Self-Fashioned City

Self-Fashioned City

5 boutiques of note


All photos by Abby Ryder-Huth.

Tokyo holds its own as a fashion capital, as even a brief stay in the city makes clear. But with a dizzying array of side streets, must-sees and mega-malls, it can be hard to sift through and find those places where style runs free and untethered. We walked all over Tokyo, looking out for independent boutiques that were doing it right. Here are five that deserve a second visit.


Junky Style is hard to miss on an otherwise utilitarian street just outside Ryogoku Station. Whether you’re lured in by the rock-n-roll tunes, the bright pops of good ole Hawaiian shirt splendor, or the easy cool of the staff and regulars hanging outside, you’ll find yourself in a trippy little den of Americana and tropic nostalgia blues. With a mixture of original designs and pieces from a starry lineup of vintage revivalist brands from Japan and America, Junky Style is all set to deck you out à la James Dean on vacay. They’re hardly alone in embracing the vintage-esque trend, but this place packs a lot into a spot that feels homey and, dare I say, just about authentic. You’ll be the coolest kid in your 1970s class, and did I mention those Hawaiian shirts?

Naka Building 1F, 4−37−6 Ryogoku, Sumida-ku. Nearest station: Ryogoku. 

ROOTS TO BRANCHESroots-to-branches

Roots to Branches hits just about every mark of the ideal boutique. Craft, quality, and detail all reign here, as is made apparent the moment you open the door. Situated in an unmarked, loft-like space on a Naka-meguro side street, the store is filled with light and plants, as well as unpretentiously stylish wares sourced from around the globe. Roots to Branches is not about showing off. Instead, it offers a range of lifestyle goods and clothing pieces to enrich the little things that make up our lives. This, to me, is a prime example of boutique-as-philosophy: less about fashion for commodity’s sake, but rather a peek into an elevated life, a room in which we might be reunited with our graceful, more inspired selves. The commitment to detail, personal attention, and embrace of comfortable elegance you find in places like Roots to Branches is what makes these independent shops stand above the mass fashion arenas.

1-16-7 Aobadai, Meguro-ku. Nearest station: Naka-meguro.



Tucked in among the tumbling, ever-vibrant array of vintage shops and hole-in-the-wall coffee joints of Shimokitazawa, Sansato is a cozy escape filled with art and a curated mix of clothes, gifts and lifestyle goods. Downstairs, the friendly staff presides over shelves and crannies of jewelry, dreamy stationery, and screen-printed wares often sourced from local and independent designers. Make your way up the narrow stairways lined with ceramics, cooly simple clothing, and a rotating painting selection to a space that feels like an artist’s wardrobe perched in a ship’s crowsnest. Try on the selection of small-label women’s staples and accessories, but take a minute to daydream and peek out over the busy street corner below.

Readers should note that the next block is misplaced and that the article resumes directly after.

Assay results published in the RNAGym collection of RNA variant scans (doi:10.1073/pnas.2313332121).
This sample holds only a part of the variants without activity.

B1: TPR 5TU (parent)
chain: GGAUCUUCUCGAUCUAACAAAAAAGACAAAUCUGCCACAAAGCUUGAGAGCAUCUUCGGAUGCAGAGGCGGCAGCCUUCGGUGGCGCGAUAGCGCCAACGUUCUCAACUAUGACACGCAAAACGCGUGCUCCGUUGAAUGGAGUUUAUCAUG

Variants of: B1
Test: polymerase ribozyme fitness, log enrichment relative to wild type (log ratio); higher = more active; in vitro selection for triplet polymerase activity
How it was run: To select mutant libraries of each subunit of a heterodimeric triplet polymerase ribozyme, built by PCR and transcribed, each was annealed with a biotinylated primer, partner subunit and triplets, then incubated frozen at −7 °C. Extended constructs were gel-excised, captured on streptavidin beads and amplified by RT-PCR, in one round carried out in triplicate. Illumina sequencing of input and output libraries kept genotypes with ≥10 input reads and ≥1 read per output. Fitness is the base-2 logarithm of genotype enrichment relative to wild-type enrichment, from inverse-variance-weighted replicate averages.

5-36-14 Daizawa, Setagaya-ku. Nearest station: Shimokitazawa. 


While Tokyo does vintage quite well, this little cave on the south side of Naka-meguro’s tree-lined canal is particularly polished. Leah-K curates gently used pieces—think silk and velvet meets urban aesthete—as well as select everyday wear to match the new with the revisited. This gets us something like the ultimate wardrobe: equally unique, elegant and useful, and 100% enviable. Vintage scarves become vibrant new accessories in daughter company Rema-K’s eclectic re-workings, and the staff has an eye for timeless style as well as the unexpected. It’s no wonder the shop also moonlights as a stylist for Tokyo’s undercurrent of Bright Young Things, including a recent spread with style and DJ mag JAGR. Strolling through Naka-meguro can be enough on its own to spruce up any rough spots in your day, but the vintage cashmere, indie grunge, and lacy touches at Leah-K shine things up real nice.

1−25 Aobadai, Meguro-ku. Nearest station: Naka-meguro. 



Sometimes Harajuku feels like it’s become such an established Tokyo shopping mecca that its original quirky charms have gotten squeezed in by bigger brands and prepackaged weird. But hope is not lost: the neighborhood continues to thrive and surprise off its more beaten tracks. SOL & BeBe SOL is one of those funky, well-executed, and totally delightful gems that doesn’t hold back on personality. This is a hidden Harajuku mainstay, a haven for exclusive, one-of-a-kind kawaii where the cute is charming and gnarly and the vintage pieces carefully selected for high fashion impact. Through collaborations with a diverse cast of cool young artists and designers, the stock here is always changing and always bent some degrees away from normal. You never know what to expect here, but you’re sure to come away dosed up with a true Harujuku DIY ethos. Come for the upcycled furry sneakers, stay for a brew at the rad little coffee bar that makes this place one of the ‘hood’s most winning hideaways.

3−20-3-1F, Jingumae, Shibuya-ku. Nearest station: Meijijingu-mae.